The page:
This report describes the results of a mammal inventory study of National Park Service units in the Mojave Desert Network, including Death Valley National Park, Joshua Tree National Park, Lake Mead National Recreation Area, Manzanar National Historic Site, and Mojave National Preserve. Fieldwork for the inventory focused on small mammals, primarily rodents and bats. Fieldwork for terrestrial small mammals used trapping with Sherman and Tomahawk small- and medium-sized mammal traps, along with visual surveys for diurnal species. The majority of sampling for terrestrial small mammals was carried out in 2002 and 2003. Methods used in field surveys for bats included mist-netting at tanks and other water bodies, along with acoustic surveys using Anabat. Most of the bat survey work was conducted in 2003. Because of extremely dry conditions in the first two survey years (and associated low mammal numbers), we extended field sampling into 2004, following a relatively wet winter. In addition to field sampling, we also reviewed, evaluated, and summarized museum and literature records of mammal species for all of the Park units.
We documented a total of 59 mammal species as present at Death Valley National Park, with an additional five species that we consider of probable occurrence. At Joshua Tree, we also documented 50 species, and an additional four “probable” species. At Lake Mead National Recreation Area, 57 mammal species have been positively documented, with 10 additional probable species. Manzanar National Historic Site had not been previously surveyed. We documented 19 mammal species at Manzanar, with an additional 11 probable species. Mojave National Preserve had not had a comprehensive list previously, either. There are now a total of 50 mammal species documented at Mojave, with three additional probable species.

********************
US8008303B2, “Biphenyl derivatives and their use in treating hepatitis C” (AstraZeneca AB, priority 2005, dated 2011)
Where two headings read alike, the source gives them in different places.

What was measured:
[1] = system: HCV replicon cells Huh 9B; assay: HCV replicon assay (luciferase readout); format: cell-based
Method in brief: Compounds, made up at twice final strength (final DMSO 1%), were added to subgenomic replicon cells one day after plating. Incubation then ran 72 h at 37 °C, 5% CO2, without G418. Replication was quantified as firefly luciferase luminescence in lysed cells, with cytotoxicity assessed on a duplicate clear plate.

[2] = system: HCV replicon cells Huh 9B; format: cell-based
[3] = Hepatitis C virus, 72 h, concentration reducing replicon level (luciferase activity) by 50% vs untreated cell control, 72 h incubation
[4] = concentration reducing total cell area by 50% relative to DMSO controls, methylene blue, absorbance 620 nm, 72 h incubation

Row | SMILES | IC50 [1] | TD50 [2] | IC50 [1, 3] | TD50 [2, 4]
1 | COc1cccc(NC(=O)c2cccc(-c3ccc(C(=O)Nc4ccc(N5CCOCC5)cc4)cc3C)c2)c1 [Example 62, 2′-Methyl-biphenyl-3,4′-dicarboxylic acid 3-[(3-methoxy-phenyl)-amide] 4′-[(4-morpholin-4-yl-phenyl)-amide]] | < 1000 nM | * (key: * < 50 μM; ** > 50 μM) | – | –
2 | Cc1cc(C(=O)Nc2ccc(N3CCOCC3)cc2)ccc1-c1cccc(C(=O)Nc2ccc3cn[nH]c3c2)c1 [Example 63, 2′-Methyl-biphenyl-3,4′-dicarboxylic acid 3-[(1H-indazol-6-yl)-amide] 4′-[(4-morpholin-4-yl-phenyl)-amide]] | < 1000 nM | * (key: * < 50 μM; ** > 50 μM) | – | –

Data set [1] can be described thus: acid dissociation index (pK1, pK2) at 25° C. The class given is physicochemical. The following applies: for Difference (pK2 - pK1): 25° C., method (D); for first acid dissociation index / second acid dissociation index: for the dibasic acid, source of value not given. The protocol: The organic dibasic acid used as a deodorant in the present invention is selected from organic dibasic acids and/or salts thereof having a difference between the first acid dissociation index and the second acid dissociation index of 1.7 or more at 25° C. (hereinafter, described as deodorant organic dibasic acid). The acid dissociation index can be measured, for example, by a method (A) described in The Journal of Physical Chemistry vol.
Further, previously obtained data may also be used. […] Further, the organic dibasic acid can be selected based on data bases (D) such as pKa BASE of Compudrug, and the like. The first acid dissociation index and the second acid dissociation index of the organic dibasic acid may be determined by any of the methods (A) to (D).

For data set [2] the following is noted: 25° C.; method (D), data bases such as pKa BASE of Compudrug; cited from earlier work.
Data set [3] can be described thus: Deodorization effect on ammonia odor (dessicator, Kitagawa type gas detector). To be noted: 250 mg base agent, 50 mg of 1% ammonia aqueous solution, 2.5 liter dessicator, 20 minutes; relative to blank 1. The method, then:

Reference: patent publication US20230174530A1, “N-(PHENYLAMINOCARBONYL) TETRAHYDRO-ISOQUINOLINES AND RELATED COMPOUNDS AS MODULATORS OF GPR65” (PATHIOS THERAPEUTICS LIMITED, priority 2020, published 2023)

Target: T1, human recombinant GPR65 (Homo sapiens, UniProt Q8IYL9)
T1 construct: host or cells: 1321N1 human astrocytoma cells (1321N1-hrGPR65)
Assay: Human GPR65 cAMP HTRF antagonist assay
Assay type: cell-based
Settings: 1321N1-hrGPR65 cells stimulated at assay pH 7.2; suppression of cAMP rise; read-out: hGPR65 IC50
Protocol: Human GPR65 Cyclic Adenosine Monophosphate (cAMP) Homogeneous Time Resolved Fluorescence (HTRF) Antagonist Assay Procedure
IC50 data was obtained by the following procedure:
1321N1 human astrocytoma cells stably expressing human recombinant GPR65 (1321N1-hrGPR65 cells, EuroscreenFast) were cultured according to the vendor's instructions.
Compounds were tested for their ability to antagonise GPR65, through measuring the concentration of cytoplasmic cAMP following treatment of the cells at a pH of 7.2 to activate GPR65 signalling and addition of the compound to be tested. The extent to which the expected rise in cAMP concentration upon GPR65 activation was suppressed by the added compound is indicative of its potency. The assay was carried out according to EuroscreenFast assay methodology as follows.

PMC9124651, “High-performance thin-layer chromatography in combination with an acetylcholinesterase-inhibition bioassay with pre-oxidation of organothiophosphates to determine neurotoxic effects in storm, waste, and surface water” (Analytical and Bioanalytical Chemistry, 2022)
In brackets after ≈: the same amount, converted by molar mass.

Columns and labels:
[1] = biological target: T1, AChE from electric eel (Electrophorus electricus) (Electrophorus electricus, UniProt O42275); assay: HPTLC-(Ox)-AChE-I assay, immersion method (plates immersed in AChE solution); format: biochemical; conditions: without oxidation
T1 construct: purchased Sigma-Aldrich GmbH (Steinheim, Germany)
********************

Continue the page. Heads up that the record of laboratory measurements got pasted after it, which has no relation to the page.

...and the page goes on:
Of these totals, 23 occurrences are new at individual park units (positively documented for the first time), with most of these being at Manzanar. Noteworthy additions include western mastiff bat at Joshua Tree, house mouse at a number of wildland sites at Lake Mead, and San Diego pocket mouse at Mojave National Preserve. There are also species that have been lost from the Mojave Network parks. We discuss remaining questions, including the possible occurrence of additional species at each park area (most of these are marginal species whose distributional range may or may not edge into the boundaries of the area). Taxonomic changes are also discussed, along with potential erroneous species records.
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